7. Use Technology - There are software programs specially manufactured to fit your genealogy, so use them. Technology also includes the Internet, online databases, and DNA testing.

Photo 3 - John D. Reid, former president of BIFHSGO and the man behind Ottawa's popular and informative Anglo-Celtic Connections blog. Credit: J.M. Lapointe, CD

The organizers promise that there will be an intermediate course in the fall as part of the BIFHSGO Conference, held Sept 18th to the 20th, and it will cover such topics as "Tips & Tricks with", "More to Newspapers Than Obituaries", and "Now That I Have Done My Research, How Should I Write it Up?".

Tomorrow, I will cover the presentation about the Canadian Census with Glenn Wright.

A write-up of Saturday's course will also appear in the April edition of the OGS e-NewsLeaf. which will be issued around the middle of next month.

Thursday, March 19, 2009

Genealogy Fair

Leeds & Grenville Branch of the Ontario Genealogy Society (OGS) will be holding their AGM and Genealogy Fair on April 25th at St. Lawrence College in Brockville.

It will be an all-day affair from 9 in the morning until 4 in the afternoon. They will have three speakers -

- Kees Van den Heuval will talk about digitizing and storing photographs;

- Jessica Squires will speak about the "Indian Affairs" records at the Library and Archives Library; and

- Timothy J. Abel will talk Research in New York State and the movement across the St. Lawrence.

The cost is $20.00 per person (lunch included) and will be held at the St. Lawrence College, 2288 Parkedale Avenue in Brockville.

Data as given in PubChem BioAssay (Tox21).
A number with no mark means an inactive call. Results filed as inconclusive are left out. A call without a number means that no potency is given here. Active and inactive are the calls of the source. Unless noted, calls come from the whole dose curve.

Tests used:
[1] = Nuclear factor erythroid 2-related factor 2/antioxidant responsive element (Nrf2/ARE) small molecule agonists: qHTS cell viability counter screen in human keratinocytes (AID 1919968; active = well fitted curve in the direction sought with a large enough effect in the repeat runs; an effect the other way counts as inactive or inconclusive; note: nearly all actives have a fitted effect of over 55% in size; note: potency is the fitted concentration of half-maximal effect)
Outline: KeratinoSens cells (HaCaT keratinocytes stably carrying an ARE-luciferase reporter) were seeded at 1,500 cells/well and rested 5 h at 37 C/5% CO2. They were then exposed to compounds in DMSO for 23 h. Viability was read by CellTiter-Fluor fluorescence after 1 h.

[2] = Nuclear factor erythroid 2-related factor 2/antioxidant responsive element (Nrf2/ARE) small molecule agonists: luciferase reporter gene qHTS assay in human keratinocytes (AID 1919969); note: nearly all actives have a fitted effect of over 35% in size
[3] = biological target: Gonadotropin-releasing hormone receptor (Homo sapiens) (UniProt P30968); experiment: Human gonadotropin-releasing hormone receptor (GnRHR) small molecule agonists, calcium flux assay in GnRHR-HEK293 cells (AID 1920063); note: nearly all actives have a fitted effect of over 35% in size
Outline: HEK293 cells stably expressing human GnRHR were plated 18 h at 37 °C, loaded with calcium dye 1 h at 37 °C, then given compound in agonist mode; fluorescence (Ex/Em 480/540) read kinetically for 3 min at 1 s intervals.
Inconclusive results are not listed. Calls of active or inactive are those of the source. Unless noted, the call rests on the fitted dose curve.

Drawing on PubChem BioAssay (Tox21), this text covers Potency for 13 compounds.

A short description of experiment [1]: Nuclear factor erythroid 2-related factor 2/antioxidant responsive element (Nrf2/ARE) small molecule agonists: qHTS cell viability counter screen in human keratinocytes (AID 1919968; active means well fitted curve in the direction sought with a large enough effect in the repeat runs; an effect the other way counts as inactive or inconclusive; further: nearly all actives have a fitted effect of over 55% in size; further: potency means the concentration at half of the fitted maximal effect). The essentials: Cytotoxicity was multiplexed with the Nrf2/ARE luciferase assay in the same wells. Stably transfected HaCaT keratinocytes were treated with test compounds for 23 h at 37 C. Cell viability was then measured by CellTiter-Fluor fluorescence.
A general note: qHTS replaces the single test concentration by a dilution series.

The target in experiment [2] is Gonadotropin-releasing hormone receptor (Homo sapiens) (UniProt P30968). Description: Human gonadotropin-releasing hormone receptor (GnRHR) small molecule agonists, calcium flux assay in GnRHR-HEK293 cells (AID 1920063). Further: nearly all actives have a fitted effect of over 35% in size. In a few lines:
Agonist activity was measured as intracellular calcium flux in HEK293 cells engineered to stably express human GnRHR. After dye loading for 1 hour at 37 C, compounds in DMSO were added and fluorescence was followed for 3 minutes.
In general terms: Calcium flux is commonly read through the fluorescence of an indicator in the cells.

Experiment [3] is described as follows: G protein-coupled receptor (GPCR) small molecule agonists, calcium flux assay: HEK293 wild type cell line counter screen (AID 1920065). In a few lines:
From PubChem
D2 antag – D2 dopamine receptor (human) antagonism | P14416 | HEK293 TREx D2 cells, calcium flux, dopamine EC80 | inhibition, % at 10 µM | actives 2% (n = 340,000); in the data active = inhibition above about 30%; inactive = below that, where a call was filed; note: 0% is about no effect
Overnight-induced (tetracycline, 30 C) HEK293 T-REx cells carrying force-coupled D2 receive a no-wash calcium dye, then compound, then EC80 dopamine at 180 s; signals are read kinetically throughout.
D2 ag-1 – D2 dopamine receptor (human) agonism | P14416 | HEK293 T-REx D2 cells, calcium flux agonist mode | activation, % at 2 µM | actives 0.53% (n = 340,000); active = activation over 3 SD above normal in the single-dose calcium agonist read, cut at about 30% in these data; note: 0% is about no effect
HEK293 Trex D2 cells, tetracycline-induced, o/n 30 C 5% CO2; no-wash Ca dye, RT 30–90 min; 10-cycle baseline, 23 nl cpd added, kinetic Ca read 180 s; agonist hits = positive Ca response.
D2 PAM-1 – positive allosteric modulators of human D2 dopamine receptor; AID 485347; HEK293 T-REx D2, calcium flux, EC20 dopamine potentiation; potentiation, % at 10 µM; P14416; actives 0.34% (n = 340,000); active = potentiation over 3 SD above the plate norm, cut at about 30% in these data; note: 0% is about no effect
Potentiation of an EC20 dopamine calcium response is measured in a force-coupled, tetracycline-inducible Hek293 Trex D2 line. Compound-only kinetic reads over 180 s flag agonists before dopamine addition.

I will be going to cover it for the OGS newsletter, NewsLeaf.

Wednesday, March 18, 2009

Petition to Protect Ontario's Inactive Cemeteries

This past Saturday, I — along with others at the British Isles Family History Society of Greater Ottawa (BIFHSGO) — signed a petition to support the passing of "An Act to Protect Ontario's Inactive Cemeteries, 2009".

That is Bill 149, and it was introduced by Mr. Jim Brownell, MPP for Stormont, Dundas and South Glengarry.

Bob Crawford, the past-president of the Ontario Genealogical Society, is quite heavily involved with the cause, and if you want some background information on the plight of cemeteries in Ontario, you can read some of his comments in the May 2008 NewsLeaf (Vol 38 No 2) in an article entitled. "A Thank-You, a Plea, and a Goodbye ...".

To get a copy of the petition, visit the Bill 149 Petition at the OGS website. Get people to sign it and then forward it to the OGS Provincial Office, #102-40 Orchard View Blvd., Toronto, ON M4R 1B9.